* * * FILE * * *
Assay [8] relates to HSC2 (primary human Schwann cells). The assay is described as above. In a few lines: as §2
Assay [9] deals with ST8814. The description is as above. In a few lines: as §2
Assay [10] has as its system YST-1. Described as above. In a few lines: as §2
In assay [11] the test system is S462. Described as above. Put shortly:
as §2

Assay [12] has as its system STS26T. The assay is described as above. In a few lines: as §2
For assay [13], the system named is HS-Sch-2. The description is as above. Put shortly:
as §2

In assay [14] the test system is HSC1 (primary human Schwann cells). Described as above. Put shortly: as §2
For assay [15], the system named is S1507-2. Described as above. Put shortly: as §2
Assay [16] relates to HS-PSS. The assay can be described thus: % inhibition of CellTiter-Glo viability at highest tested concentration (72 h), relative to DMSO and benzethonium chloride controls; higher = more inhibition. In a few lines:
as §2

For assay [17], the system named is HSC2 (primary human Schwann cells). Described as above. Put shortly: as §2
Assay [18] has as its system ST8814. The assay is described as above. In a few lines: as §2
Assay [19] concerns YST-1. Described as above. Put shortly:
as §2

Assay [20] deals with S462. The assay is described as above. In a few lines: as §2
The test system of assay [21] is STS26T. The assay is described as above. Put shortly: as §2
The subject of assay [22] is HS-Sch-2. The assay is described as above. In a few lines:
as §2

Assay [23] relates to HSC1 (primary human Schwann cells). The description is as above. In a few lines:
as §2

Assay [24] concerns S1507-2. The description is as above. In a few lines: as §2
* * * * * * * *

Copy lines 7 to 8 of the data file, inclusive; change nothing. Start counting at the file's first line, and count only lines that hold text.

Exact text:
For assay [13], the system named is HS-Sch-2. The description is as above. Put shortly:
as §2